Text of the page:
I watch a lot of films but, of this year’s cinematic releases so far, none has resonated with me more than Love, Simon. It tells the story of closeted gay high school student Simon Spier, who is blackmailed online by an anonymous classmate threatening to ‘out’ him to the rest of the school. This threat forces Simon to consider the person he is at school versus who he is in his personal life, and the possibility that the line between the two could be erased against his will.
Like Simon, I’m a young, gay man, and I keep my personal life and my work (or, in Simon’s case, school) life separate. This isn’t something I’ve made a conscious decision to do; it’s just happened organically since the start of my career. I’m not afraid of people knowing the truth and I would happily be honest if asked – I just don’t volunteer information unprompted. It’s like having an alter ego.
At work, I’m in work mode and prefer to be professional. Wearing a uniform, as all staff do, also helps maintain the distinction between the two, but it would be the same if I had to put on a suit each morning instead.
Avoiding discussions about my personal life helps me be more productive, and I feel safer in the office as a result. Of course, it’s different for everyone, but this way I can concentrate on getting on with my day without constantly worrying what other people are thinking. Some people rely on their colleagues for advice and support, but I’m just not one of them.
Working in a male-dominated environment, I think there’s a certain amount of fear of acceptance, and the relative lack of diversity in the automotive industry fuels my reluctance to voluntarily stand out from the crowd. I take comfort in knowing that I’m respected because I’m good at my job, rather than any other reason, and so my sexuality shouldn’t be a factor.
But equally, openness around LGBT+ issues is the key to acceptance, and people often take cues from others when deciding what they feel is appropriate to talk about. Acceptance around LGBT+ issues has come so far in recent years because people are more open, and it does concern me that I might be unintentionally hindering my own acceptance among my colleagues.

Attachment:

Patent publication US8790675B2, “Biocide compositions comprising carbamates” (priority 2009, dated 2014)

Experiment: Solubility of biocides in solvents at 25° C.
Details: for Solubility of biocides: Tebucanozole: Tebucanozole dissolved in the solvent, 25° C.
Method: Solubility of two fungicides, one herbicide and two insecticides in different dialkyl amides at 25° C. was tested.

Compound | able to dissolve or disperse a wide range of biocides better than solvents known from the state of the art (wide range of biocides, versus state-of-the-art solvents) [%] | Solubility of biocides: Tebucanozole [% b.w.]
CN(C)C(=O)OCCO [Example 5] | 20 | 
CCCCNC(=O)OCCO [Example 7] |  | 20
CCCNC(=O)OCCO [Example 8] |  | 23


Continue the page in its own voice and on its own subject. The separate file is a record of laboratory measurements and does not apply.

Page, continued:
Of course, sometimes there are situations in which work and personal life need to intertwine; for example, if someone were experiencing poor mental health, this would inevitably affect them at work. If they were to bottle things up and avoid being open about what they were going through, the situation would likely become far worse.
It’s up to HR and senior management to create and maintain a culture of acceptance in organisations, where employees can feel comfortable expressing themselves as much or as little as they choose. Yes, there needs to be a formal policy in place too, as for other characteristics protected under the Equality Act 2010 such as age, ethnicity and gender, but good communication is just as important. Employees need to know that the company supports them – there’s no need to bedeck the office with rainbow flags, but do have an open-door policy and offer further support if needed.
Relevant training for line managers is also crucial. For many people, their boss is their first port of call for any problems, and these managers should be both comfortable and able to deal with any issues that are brought to them – LGBT+ or otherwise – as well as having a general awareness of who their employees are and what might compromise their wellbeing.
In order to love work, I know I need to learn to love myself more. Perhaps I need to take a leaf out of Simon’s book and learn to be more open. After all, work is a place where we all have a certain degree of vulnerability – we just trust that it won’t be exploited.
Dan Williams is people services specialist at Vauxhall Motors, and a CIPD student